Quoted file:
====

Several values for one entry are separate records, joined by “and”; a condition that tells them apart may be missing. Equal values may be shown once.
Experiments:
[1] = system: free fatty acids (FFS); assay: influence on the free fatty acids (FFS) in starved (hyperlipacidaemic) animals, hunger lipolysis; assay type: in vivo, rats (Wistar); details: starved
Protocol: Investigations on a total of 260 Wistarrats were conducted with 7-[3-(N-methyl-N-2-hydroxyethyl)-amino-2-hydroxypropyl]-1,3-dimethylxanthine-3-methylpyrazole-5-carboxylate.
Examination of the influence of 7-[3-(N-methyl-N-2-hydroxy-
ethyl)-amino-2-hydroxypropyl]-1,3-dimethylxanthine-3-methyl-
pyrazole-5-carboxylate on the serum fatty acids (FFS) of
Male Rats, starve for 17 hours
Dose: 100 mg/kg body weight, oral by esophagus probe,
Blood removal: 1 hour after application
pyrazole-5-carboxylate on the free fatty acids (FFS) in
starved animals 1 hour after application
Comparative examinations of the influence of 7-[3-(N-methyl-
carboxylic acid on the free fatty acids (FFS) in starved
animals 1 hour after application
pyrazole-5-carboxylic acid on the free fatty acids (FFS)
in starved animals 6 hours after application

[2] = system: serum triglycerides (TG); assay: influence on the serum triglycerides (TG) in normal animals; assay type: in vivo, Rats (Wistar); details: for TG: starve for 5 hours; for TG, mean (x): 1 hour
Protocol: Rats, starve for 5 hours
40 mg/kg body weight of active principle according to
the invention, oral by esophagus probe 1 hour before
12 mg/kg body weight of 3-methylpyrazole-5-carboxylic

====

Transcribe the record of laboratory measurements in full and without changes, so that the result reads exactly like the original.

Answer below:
Several values for one entry are separate records, joined by “and”; a condition that tells them apart may be missing. Equal values may be shown once.
Experiments:
[1] = system: free fatty acids (FFS); assay: influence on the free fatty acids (FFS) in starved (hyperlipacidaemic) animals, hunger lipolysis; assay type: in vivo, rats (Wistar); details: starved
Protocol: Investigations on a total of 260 Wistarrats were conducted with 7-[3-(N-methyl-N-2-hydroxyethyl)-amino-2-hydroxypropyl]-1,3-dimethylxanthine-3-methylpyrazole-5-carboxylate.
Examination of the influence of 7-[3-(N-methyl-N-2-hydroxy-
ethyl)-amino-2-hydroxypropyl]-1,3-dimethylxanthine-3-methyl-
pyrazole-5-carboxylate on the serum fatty acids (FFS) of
Male Rats, starve for 17 hours
Dose: 100 mg/kg body weight, oral by esophagus probe,
Blood removal: 1 hour after application
pyrazole-5-carboxylate on the free fatty acids (FFS) in
starved animals 1 hour after application
Comparative examinations of the influence of 7-[3-(N-methyl-
carboxylic acid on the free fatty acids (FFS) in starved
animals 1 hour after application
pyrazole-5-carboxylic acid on the free fatty acids (FFS)
in starved animals 6 hours after application

[2] = system: serum triglycerides (TG); assay: influence on the serum triglycerides (TG) in normal animals; assay type: in vivo, Rats (Wistar); details: for TG: starve for 5 hours; for TG, mean (x): 1 hour
Protocol: Rats, starve for 5 hours
40 mg/kg body weight of active principle according to
the invention, oral by esophagus probe 1 hour before
12 mg/kg body weight of 3-methylpyrazole-5-carboxylic